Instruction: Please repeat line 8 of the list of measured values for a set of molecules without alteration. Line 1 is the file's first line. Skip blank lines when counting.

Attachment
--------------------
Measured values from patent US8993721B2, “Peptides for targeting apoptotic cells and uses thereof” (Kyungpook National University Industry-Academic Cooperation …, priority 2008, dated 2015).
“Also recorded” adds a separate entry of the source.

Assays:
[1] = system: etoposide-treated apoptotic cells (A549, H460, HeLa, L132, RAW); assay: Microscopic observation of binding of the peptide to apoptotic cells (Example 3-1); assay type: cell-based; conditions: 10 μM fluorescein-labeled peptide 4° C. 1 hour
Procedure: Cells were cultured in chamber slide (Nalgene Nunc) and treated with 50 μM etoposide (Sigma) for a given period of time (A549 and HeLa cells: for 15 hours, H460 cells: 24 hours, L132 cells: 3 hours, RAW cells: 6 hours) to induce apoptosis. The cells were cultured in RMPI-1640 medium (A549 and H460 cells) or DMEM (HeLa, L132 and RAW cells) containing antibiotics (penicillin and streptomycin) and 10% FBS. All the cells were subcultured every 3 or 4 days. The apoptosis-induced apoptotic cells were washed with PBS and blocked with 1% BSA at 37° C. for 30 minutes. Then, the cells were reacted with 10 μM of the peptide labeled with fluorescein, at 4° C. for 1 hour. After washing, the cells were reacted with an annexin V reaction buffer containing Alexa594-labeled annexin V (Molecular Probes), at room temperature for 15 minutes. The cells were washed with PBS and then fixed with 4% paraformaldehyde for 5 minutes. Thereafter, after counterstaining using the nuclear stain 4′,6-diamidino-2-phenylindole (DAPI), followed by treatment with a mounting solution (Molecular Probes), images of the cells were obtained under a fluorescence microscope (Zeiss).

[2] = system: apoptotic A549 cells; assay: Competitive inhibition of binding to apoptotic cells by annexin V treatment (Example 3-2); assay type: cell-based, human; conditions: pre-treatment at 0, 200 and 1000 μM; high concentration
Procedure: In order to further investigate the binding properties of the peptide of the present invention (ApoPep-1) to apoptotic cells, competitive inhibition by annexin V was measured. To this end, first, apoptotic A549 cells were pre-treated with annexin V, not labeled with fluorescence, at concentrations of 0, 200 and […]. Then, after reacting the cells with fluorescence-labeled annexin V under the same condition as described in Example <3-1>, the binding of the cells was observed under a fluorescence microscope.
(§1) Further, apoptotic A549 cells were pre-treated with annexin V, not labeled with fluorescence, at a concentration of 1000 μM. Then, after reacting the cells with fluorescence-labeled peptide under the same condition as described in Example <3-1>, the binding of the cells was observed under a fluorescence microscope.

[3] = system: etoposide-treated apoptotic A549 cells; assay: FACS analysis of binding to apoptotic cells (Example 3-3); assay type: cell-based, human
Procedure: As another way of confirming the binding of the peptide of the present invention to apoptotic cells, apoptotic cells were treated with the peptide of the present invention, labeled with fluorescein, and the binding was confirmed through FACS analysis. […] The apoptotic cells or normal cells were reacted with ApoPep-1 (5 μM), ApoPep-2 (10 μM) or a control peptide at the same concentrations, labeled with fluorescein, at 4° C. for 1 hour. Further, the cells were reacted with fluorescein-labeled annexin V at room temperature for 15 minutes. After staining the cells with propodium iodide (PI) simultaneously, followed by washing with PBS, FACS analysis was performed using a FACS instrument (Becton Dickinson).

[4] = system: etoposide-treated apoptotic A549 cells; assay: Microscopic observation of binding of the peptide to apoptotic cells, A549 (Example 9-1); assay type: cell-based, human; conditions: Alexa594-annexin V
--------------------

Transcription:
(§1) Further, apoptotic A549 cells were pre-treated with annexin V, not labeled with fluorescence, at a concentration of 1000 μM. Then, after reacting the cells with fluorescence-labeled peptide under the same condition as described in Example <3-1>, the binding of the cells was observed under a fluorescence microscope.